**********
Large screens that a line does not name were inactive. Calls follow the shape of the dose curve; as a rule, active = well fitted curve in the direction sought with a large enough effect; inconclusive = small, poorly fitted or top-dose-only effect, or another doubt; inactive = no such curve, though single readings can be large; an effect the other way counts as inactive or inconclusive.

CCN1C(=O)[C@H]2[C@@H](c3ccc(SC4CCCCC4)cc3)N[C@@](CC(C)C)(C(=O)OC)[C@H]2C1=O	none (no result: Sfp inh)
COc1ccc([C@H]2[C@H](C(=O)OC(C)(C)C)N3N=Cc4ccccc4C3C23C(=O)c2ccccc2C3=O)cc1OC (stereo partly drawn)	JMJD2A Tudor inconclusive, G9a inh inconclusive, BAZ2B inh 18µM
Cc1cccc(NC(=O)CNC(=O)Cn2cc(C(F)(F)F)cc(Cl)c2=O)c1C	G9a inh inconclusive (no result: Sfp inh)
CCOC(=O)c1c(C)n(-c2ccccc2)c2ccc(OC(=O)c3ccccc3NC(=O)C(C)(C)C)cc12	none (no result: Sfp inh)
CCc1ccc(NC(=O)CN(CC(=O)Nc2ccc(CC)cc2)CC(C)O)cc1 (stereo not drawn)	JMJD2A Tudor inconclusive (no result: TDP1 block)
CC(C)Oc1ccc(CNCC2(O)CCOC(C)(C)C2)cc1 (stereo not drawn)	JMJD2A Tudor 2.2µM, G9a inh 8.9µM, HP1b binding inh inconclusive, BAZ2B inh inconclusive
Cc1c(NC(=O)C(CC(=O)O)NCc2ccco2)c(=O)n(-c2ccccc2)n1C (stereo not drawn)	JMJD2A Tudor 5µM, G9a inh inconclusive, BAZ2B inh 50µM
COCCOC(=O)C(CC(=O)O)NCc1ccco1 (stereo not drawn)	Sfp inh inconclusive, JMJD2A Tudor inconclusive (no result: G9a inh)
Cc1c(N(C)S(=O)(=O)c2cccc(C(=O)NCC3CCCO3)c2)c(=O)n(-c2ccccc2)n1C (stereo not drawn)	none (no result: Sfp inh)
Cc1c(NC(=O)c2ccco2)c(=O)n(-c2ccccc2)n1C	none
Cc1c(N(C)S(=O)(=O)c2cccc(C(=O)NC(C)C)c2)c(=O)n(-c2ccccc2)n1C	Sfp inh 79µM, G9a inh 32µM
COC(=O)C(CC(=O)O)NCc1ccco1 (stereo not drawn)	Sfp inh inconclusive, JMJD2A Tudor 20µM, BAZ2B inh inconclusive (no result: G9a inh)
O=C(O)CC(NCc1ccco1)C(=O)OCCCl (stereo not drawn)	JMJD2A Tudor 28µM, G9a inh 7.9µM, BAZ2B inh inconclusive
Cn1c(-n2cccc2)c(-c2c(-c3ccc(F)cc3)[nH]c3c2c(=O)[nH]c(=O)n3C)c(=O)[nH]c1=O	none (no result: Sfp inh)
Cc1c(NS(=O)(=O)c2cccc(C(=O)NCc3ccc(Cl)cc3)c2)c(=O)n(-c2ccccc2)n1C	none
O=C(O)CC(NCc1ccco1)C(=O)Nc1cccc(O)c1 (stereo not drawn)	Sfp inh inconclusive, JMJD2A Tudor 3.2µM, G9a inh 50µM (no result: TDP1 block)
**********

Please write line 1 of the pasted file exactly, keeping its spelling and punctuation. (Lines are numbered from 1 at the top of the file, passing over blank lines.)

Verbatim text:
Large screens that a line does not name were inactive. Calls follow the shape of the dose curve; as a rule, active = well fitted curve in the direction sought with a large enough effect; inconclusive = small, poorly fitted or top-dose-only effect, or another doubt; inactive = no such curve, though single readings can be large; an effect the other way counts as inactive or inconclusive.